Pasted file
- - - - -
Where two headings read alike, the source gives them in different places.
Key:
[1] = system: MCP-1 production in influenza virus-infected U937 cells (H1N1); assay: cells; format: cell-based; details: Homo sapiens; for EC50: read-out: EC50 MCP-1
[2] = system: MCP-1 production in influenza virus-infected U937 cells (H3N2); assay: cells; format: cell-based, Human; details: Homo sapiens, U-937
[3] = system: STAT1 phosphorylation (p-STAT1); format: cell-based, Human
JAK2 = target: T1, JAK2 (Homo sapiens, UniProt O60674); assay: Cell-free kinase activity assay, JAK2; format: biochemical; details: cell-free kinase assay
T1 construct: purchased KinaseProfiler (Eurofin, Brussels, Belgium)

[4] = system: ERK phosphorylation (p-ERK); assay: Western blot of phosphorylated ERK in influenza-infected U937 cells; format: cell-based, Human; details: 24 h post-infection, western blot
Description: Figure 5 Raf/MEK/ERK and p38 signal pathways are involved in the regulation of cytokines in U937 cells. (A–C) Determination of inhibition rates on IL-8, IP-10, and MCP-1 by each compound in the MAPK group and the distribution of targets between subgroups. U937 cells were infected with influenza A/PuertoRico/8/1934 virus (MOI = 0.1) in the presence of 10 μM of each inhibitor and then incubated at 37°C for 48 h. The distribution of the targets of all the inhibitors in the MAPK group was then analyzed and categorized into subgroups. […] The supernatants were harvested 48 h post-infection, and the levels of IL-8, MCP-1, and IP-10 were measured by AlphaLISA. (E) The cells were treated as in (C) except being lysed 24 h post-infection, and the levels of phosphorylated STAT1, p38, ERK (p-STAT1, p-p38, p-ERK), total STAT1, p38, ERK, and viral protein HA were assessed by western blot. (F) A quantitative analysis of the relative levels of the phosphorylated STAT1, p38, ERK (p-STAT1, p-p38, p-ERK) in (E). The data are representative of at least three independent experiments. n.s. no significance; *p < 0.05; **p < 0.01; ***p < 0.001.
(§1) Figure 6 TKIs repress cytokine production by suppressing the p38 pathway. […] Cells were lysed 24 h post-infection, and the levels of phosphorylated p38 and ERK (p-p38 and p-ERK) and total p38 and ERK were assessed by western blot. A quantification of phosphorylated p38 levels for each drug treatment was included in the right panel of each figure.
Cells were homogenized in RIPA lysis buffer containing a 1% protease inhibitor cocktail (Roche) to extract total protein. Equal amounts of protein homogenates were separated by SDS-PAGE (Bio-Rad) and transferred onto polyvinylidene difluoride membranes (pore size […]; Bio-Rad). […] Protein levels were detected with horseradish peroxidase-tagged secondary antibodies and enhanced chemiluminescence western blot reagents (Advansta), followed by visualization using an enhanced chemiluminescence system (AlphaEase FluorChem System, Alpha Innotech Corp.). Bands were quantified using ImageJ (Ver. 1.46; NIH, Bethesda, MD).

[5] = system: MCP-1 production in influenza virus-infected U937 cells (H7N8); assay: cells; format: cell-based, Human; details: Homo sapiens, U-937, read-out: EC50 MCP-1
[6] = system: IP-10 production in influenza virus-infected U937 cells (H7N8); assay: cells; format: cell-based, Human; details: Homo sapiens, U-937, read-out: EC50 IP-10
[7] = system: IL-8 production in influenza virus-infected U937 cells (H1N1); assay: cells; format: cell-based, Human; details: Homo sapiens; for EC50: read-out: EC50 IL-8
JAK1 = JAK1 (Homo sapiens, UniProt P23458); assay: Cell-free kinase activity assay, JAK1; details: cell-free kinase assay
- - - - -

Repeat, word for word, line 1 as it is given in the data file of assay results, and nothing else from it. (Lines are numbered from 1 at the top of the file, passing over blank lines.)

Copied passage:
Where two headings read alike, the source gives them in different places.